The Big Five is a hunting term used in South Africa originally to denote the five most difficult animals to hunt on foot – the elephant, rhino, leopard, lion, and cape bull. With restrictions on sport killing in place (Yeah!), most people now use it as lingo to describe their top sightings while on photo safari. After a drive through a preserve you might be fortunate enough to be able to say, “How incredible, we spotted two of the Big Five!” And while we were pumped and ready for our first safari trip to catch glimpses of this most elusive prey, my friend shared that her joy would be to see a giraffe in the wild. When asked why, she shared, “They’re so graceful with that long slender neck. They can see the whole world around them.”
What would it be like to see our world from a giraffe’s point of view? The giraffe is the tallest animal in the animal kingdom. In human comparison, considering their average height can measure 16 to 18 feet, it would be akin to three people standing on top of each other’s shoulders. But once there, towering above your neighbors, you’d have an unobstructed view. In business parlance, you’d have the ultimate super powers to see the bigger picture.
How would your world differ if you could see further and higher than everyone else around you?
- At a parade or street festival you’d never have to peer through shoulders or just above the tops of heads of others to see in front of a crowd. You could stand at the back and have a bird’s eye view of what was happening, and not be jostled by the crowd.
- At the theater you’d know before everyone else when the actors would emerge on stage. And think about the great seats you would have, without paying premium prices.
- At an airport you’d have an idea before everyone else where the security screening was located and the gates for your flight.
- At a park you’d know before anyone how high a trail would go, what directions were open or not and what paths to take to enjoy the best scenery.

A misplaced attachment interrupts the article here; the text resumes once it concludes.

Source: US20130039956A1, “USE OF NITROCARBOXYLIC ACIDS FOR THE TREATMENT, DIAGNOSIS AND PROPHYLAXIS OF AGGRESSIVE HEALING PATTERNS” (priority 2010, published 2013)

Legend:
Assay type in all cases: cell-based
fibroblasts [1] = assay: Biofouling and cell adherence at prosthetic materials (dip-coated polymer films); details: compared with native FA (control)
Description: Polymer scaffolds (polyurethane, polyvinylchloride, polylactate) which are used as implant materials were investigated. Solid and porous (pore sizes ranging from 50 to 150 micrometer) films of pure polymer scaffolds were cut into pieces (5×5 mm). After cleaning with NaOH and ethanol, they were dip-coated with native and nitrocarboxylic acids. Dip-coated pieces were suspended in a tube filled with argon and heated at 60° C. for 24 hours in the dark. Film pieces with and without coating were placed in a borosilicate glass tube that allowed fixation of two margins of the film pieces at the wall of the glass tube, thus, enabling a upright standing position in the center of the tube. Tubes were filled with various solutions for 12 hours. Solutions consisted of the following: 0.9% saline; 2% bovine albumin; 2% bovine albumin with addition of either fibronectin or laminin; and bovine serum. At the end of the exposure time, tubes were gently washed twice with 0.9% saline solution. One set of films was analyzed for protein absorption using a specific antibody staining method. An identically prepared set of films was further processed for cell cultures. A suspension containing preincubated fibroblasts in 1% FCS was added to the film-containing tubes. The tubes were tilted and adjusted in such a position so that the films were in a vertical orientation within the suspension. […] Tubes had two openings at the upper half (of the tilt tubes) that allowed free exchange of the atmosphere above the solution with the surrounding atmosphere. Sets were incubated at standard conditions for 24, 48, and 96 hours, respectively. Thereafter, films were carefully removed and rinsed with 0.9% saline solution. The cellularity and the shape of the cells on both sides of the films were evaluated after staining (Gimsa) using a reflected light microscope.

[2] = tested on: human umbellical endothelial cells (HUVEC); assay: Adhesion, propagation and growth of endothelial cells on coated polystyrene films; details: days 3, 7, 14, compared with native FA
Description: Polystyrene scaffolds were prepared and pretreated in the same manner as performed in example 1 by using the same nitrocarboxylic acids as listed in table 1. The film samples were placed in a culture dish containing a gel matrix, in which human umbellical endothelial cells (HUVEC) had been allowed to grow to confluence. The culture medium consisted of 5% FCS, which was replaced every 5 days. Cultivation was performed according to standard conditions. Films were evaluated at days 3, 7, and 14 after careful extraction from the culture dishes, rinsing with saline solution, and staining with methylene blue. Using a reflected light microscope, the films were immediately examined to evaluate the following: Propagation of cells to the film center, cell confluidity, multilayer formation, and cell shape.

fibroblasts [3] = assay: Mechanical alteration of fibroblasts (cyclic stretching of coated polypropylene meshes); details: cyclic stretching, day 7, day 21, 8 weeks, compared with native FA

- On the freeway you’d see beyond everyone else what was holding up traffic and causing you havoc in your tightly scheduled day.
While none of us has the physical ability to see as far as a giraffe, we can achieve this conceptually if we make an effort. It may be difficult at the start, especially when it does not come naturally or isn’t something you’ve done before. Here’s what it requires:
- Imagination – It takes imagination to think and see outside of your current sphere of sight. You have to look beyond what’s happening in the moment, and let yourself explore what would it be like to be doing something different or unusual. As you do so, you begin to see further past your immediate state.
- Attunement – Thinking about and understanding what you and other people are going to do, if and when the event or circumstance arises. As an example, when we were out on a safari drive, our guide would spot a herd of rhino. She would watch them for a while, and then reposition the jeep, either further on or back up. She’d then comment, “He’s a big boy. If that other animal moves forward, he’s going to move in that direction and we’ll have a better sighting of him.” She was highly attuned to animal behavior, and used that ability to ensure her passengers had the best viewing position for photo taking.
- Correlation – A unique ability to see the how things go together and recognize patterns that may emerge. Discerning the correlation between things, such as an adult zebra and baby zebra, but also symbiotic relationships, such as zebra and wildebeest. When you see them together you think, what an odd pair. What you learn however is that zebras eat tall grass and have excellent sight, while wildebeest eat the short grass and have excellent hearing ability. When you increase your correlation ability you can discern how opposites might align to create something new.
So let’s see how you can use these three to your advantage when deciding upon an alternative career. Let’s say you have always wanted to travel, but can’t imagine that being in your future. You also have great people skills, excellent organizational ability, and are at ease with people. You may be a trainer right now, quite skilled at sharing or translating information for others. Using your correlation skills, you might think about other career ideas, such as being a travel guide. Using your imagination, you can begin to see yourself doing this in two to five years. And your attunement skills identify what might be an appropriate next step to move towards making this dream a reality.
ACTION: Of the skills listed above, which one do you excel at? Which one could you improve upon? What actions can you take to be more like the giraffe in viewing the world around you?
Kathy Hart’s driving passion is human change and transformation. Her goal is to provide professional women in midlife (ages 40 – 65) with the support and resources needed to re-imagine and lead even more abundant, joy-filled and purpose-driven lives. If you are a woman wanting to reclaim your voice, realize a long-held dream, or just live your life to the fullest, take concrete action by contacting Kathy at firstname.lastname@example.org. The choice is yours!
Services that Kathy offers:
1:1 coaching to support the next journey into your midlife transition
Trusted advisor for leaders navigating work changes and requiring an expert guide
Speaking and workshops on human change and transformation
Small group work and team development to boost the group’s performance
About The Author: Kathy Hart
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